I relished in the thought that I would be getting a little more rest while waiting for the fog to lift. I climbed out into the pre-dawn darkness to water the lawn when I noticed that the fog was starting to lift over the ridge to our North and the first rays of sun were lighting up the hillside. Despite the strong urge to jump back in the tent, I knew that I couldn't let myself do that. I announced that the fog looked to be lifting and before long the three of us were ready for another day of hunting the alpine elevation.
We meandered up the ridge toward the peak. I had seen some bucks in some steep chutes off of one side of the mountain on previous trips and wanted to spend some time looking them over. We were almost in position to glass when the fog rolled back in and visibility became very limited. Knowing that there's never much use stomping around blind in the fog all day, we bundled up in all of our layers and hunkered down to wait it out. The fog didn't soon burn off and we passed most of the day eating granola bars and napping.
The afternoon yielded to evening and we decided to start heading back towards camp. Of course the fog began to break after we decided our plans for departure, but this afforded us some last-minute glassing before heading out. We glassed for a while and were about ready to continue on our way back to camp when I spotted a buck bedded in an adjacent alpine basin across a deep ravine. He was a long way out and all I had for optics besides my rifle scope were 8 power binoculars. Still, even with the somewhat limited power binos, I could tell that we were looking at a pretty exceptional buck. With limited daylight left there wasn't much time to waste.
My two partners took off on the stalk together. First they had to climb back to the very top of the ridge to get around the ravine that separated us from the bowl the buck was bedded in. Then they had to drop down into the basin at the right spot and use the terrain and somewhat limited brush as cover to get within shooting range. I stayed back and watched the stalk unfold through the binoculars, donating a substantial amount of my blood to the hordes of noseeums, whitesocks and mosquitos in the area. At times I watched nervously as the buck got up and re-positioned himself in his bed. At one point he bedded down facing straight toward me, resting his chin on the ground like a dog. I could see that the rack was tall and thick and not at all narrow. I savored the moment as I knew that this was what all Sitka Blacktail hunters dream about and work tirelessly to make a reality. This moment is what it's all about. The approach worked as planned and another buck was soon to weigh down our packs as the report of the rifle sealed the deal.
I headed over to the bucks location and arrived just as my partners were finishing quartering the buck. I put together my saw and cut the massive rack off. My partners each took half of the meat and I put some of their gear in my pack. We climbed back to the top of the ridge and started toward camp for the third time that day. It was pitch black by the time we reached my meat cache. I loaded up the buck in my pack and we moved all of our meat closer to camp since we planned on heading off the hill first thing in the morning. Once again it was after midnight when we got all settled in to camp. We slept a few hours, got up and broke camp shortly after day break, and prepared to hike out. Our packs were heavy with both meat and camp as we made a slow descent. Even though we went ended up with only 2 deer for 3 hunters, nobody was complaining about the amount they were packing. We hit the road tired but satisfied. It was one of those rare trips where things worked out and we knew to be grateful for it. These trips don’t come often.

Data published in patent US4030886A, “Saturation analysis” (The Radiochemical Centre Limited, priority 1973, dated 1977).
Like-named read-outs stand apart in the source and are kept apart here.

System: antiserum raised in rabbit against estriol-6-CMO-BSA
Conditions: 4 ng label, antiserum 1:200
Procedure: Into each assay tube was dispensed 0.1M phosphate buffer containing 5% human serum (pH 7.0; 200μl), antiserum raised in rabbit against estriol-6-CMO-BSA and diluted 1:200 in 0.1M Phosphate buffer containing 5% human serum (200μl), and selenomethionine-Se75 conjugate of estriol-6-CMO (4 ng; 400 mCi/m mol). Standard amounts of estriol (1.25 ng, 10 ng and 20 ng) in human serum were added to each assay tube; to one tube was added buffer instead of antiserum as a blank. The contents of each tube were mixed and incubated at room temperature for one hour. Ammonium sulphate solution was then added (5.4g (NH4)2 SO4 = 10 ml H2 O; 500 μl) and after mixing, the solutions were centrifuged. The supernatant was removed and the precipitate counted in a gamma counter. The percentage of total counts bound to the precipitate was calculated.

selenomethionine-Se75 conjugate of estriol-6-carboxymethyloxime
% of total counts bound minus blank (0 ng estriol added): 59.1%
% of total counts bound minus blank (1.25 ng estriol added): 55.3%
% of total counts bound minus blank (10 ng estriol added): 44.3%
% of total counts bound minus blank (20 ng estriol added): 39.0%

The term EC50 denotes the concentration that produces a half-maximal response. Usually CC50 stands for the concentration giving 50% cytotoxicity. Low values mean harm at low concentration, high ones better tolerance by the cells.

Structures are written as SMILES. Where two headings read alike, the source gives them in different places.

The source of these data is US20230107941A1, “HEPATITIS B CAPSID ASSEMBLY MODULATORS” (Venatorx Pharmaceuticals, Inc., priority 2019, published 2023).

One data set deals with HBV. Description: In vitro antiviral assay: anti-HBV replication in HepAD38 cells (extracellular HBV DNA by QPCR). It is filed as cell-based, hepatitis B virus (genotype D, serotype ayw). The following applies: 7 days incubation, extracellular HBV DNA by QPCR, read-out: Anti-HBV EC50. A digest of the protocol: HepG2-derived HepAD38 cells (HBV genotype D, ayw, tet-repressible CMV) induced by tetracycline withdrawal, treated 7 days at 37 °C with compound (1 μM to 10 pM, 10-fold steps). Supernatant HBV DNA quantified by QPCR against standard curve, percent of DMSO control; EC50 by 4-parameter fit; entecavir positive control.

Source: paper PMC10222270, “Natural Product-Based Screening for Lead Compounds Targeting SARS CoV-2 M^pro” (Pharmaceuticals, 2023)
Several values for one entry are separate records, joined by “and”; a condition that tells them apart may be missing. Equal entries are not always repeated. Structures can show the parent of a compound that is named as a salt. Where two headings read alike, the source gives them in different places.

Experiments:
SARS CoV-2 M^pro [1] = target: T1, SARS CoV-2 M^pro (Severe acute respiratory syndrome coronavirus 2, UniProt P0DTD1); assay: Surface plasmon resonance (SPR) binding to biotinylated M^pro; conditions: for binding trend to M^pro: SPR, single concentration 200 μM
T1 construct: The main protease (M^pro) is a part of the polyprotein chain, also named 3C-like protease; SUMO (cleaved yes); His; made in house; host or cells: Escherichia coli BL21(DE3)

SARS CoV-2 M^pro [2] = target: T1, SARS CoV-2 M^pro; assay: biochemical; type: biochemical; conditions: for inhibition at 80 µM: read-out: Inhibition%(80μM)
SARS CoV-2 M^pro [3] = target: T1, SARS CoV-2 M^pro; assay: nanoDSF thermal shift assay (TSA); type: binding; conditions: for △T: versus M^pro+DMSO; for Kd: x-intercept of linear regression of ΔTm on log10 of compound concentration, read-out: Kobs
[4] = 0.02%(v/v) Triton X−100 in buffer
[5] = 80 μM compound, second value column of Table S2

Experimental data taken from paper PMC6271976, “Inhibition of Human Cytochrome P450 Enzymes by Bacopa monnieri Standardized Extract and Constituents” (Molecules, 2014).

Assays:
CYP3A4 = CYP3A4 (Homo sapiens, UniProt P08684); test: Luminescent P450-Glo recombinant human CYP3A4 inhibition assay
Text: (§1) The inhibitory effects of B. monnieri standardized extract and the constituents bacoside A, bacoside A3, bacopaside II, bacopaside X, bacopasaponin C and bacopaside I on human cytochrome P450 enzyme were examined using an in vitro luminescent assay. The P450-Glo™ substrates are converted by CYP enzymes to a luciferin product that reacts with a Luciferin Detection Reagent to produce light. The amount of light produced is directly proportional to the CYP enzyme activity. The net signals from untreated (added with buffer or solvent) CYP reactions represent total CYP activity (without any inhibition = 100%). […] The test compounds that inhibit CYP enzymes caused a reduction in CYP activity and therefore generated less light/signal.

Story and photos from The Alaska Life Field Staffer Beau Dale of Ketchikan, Alaska!
What area are you hunting and what timeframe?
Great article. I found it researching and getting inspiration for an article I am doing titled Hunting Sitka Blacktail Deer https://www.ramblingangler.com/hunting-sitka-blacktail-deer/I miss Southeast Alaska. I worked all around Ketchikan and lived on a boat in Juneau for a couple years. I loved hunting the Sitka blacktail and harvested many does but never a buck. I hope to return to my old stomping grounds one day as I have 3 different friends that all have remote cabins on Admiralty island one of which I was last at 25 years ago.
Nice looking bucks. My cousin and I are planning on doing a South East Alaska Blacktail hunt this fall. I would love to see what advise you have. We have done self guided hunts for Coues deer in Mexico for years. Thanks,
Beau, my friends and I are planning on coming up from Utah in August 2018 for a Sitka Blacktail hunt on Kodiak Island. I have a few questions about meat care and logistics. We would also love to do some fishing and ptarmigan hunting while we are there. I would love to hear from you.
Awesome article. This is exactly what I have been dreaming of when I think about blacktail hunting. I have several questions, and I would love to pick your brain a bit. I would love to hear from you